Humans on Mars
(Inside Science) -- NASA’s Rover Perseverance successfully landed on Mars on Feb. 18. The mission, called Mars 2020 and launched from U.S. soil in July 2020, is tasked with looking for signs of ancient life, collecting rock and soil samples, and exploring the use of technology for future robotic and human exploration.
Researchers in Hawaii have already been working on projects to learn what would be necessary for humans to survive a long trip to Mars and maybe even live there someday.
Have you ever dreamed about visiting or even living on another planet?
Kim Binsted said, "I feel that the urge to explore space is so essential."
"So, according to the current timeline, humans on Mars is about 20 years in the future. A cynic would say that Mars has been 20 years in the future for the past 40 years. However, NASA right now is actively working on it, actively building the ships that will take us there, working on the medical and psychological and engineering problems that could stop us from getting there. Work is being done."
Kim Binsted is the principal investigator at the Hawai'i Space Exploration Analog and Simulation program, also known as HI-SEAS. Researchers at HI-SEAS have already ran six test missions between 2013 and 2018, and there are plans for more in the near future.
The goal is to figure out what's necessary for humans to survive the long trip to Mars, and maybe even live on it. So, why Mars?
Binsted said, "Of all the planets in our solar system, Mars is most similar to Earth. They're close in size, they're close relatively in distance to the Sun. The Earth is constantly being threatened by asteroids, by things that humans do, by problems we haven't discovered yet. And right now as far as we know, all of the life in the universe is on this one planet, and that's a pretty big egg in a small basket. So, what we like to do is to expand, to settle other worlds, to make sure that if something terrible were to happen to Earth, that life would have a chance to continue elsewhere, and that's a good reason to go to Mars as well."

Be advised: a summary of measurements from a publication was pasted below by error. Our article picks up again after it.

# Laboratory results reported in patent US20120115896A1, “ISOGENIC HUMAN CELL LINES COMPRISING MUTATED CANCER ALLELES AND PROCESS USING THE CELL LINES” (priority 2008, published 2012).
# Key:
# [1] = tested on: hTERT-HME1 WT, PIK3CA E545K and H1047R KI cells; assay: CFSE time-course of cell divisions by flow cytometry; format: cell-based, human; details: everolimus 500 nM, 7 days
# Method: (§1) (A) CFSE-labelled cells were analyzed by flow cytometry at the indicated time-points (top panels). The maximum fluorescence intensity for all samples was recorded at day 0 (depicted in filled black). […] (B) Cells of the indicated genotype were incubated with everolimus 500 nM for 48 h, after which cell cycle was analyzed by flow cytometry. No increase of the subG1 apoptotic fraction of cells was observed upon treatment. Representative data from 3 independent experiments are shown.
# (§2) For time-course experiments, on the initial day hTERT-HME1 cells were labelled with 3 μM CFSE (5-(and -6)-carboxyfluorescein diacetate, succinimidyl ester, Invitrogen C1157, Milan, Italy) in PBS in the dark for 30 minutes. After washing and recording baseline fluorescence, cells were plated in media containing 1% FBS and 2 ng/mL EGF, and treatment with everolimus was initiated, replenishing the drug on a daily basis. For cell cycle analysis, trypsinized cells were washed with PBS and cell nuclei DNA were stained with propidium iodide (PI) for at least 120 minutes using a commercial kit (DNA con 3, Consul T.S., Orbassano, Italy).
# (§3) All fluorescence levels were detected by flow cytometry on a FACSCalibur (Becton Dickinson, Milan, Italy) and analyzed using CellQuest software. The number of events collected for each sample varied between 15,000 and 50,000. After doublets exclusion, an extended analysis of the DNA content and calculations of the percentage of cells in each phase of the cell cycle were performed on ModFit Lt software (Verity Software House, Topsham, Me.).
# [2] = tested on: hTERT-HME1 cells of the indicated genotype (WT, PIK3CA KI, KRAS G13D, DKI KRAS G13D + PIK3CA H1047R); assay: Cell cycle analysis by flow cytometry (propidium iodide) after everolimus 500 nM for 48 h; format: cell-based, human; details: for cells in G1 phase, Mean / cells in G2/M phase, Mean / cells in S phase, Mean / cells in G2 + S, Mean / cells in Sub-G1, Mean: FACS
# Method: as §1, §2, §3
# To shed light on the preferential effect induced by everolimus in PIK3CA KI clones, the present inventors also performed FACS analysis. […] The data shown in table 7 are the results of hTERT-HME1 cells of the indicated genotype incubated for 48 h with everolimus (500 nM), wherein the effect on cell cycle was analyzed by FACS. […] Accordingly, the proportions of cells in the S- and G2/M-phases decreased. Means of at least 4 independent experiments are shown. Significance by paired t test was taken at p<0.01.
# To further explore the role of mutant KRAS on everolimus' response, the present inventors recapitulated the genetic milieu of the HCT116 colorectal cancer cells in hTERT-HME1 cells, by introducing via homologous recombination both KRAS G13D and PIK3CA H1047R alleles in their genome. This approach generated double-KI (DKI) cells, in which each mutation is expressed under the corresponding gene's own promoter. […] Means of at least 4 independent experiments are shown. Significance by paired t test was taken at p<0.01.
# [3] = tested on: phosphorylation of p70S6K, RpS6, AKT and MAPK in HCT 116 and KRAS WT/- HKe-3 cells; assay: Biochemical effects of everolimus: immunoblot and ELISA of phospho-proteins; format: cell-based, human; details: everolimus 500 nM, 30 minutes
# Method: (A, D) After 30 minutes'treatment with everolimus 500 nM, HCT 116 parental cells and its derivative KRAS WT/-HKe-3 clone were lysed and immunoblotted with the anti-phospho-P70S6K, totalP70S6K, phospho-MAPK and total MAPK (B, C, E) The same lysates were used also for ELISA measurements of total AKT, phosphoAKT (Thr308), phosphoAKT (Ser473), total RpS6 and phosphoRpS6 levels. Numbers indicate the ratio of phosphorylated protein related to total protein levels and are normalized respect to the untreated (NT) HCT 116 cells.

Scientists working on the HI-SEAS project also collected data for testing equipment, software and protocols for future trips to Mars.
"So, for example we looked at how lighting levels affect sleep patterns in the habitat. We've looked at plant growth systems. We've had a study looking at microbial load on the various surfaces in the habitat. We had a study look at antimicrobial exercise wear. So, in that case the crew had a bunch of sets of exercise wear that had been treated in different ways to reduce the number of microbes as they get dirty over time. And they had to evaluate those for comfort and also for how well they worked," said Binsted.
But the big question … what did they learn?
"One of the things we found is that in any group of people no matter how well selected, well trained, no matter how stable they are as individuals, there's going to be conflict. Now the source of those conflict can vary wildly, but there is going to be conflict. There's no crew you can pick that will avoid that. What the trick is, is to pick a crew and to help a crew respond to that conflict well. So, you want a resilient crew. A resilient crew can have a conflict, sort it out, and return to a high-performing level very quickly. Whereas, a less resilient crew, that conflict will kind of keep nagging at them and keep recurring over the course of the mission," said Binsted.
Teamwork will be crucial for anyone planning to head to Mars. But Binstead hopes this research doesn't stop at the red planet.
"The discovery of life anywhere else in the universe would be one of the biggest not just scientific but game-changing discoveries that humanity has ever made," concluded Binsted.